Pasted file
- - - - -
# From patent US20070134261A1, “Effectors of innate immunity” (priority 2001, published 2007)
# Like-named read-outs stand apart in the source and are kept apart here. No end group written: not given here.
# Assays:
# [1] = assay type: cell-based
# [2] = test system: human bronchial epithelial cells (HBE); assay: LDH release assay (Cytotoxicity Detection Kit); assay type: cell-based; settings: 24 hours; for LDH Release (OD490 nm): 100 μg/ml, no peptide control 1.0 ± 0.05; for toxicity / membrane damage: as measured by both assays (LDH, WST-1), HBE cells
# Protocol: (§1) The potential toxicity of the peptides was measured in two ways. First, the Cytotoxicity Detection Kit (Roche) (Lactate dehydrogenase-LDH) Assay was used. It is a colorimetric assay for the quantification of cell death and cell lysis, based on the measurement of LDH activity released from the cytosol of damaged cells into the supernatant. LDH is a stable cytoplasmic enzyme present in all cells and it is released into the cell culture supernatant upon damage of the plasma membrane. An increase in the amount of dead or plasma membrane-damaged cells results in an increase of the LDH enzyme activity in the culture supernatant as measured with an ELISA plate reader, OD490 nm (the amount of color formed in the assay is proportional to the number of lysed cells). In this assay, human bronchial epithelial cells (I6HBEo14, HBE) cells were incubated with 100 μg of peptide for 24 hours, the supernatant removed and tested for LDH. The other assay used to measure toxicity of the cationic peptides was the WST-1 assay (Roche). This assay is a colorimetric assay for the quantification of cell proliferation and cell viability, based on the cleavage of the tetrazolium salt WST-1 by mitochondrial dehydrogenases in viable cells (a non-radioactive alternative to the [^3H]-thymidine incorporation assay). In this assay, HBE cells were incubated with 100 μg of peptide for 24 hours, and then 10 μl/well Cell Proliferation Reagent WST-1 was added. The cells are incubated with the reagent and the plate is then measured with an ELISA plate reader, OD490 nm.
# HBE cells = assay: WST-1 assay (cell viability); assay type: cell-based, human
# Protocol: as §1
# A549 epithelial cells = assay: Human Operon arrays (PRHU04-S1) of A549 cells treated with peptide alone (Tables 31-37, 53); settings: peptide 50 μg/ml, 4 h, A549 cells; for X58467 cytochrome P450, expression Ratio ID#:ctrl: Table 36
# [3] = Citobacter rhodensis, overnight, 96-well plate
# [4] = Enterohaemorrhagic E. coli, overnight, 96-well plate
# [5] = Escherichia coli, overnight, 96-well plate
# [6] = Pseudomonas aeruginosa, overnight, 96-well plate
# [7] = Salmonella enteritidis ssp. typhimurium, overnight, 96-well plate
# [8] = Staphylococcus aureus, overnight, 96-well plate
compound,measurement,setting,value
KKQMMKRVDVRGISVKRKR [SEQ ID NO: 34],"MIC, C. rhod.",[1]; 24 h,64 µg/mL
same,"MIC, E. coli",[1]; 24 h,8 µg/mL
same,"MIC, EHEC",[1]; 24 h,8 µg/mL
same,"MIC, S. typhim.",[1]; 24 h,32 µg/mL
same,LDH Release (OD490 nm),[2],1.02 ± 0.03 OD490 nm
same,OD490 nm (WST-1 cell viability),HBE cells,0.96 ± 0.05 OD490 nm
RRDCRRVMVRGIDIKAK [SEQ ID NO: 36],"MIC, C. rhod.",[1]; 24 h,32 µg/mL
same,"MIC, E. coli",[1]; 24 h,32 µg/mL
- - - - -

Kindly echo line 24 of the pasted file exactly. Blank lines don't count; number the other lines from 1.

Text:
same,"MIC, E. coli",[1]; 24 h,32 µg/mL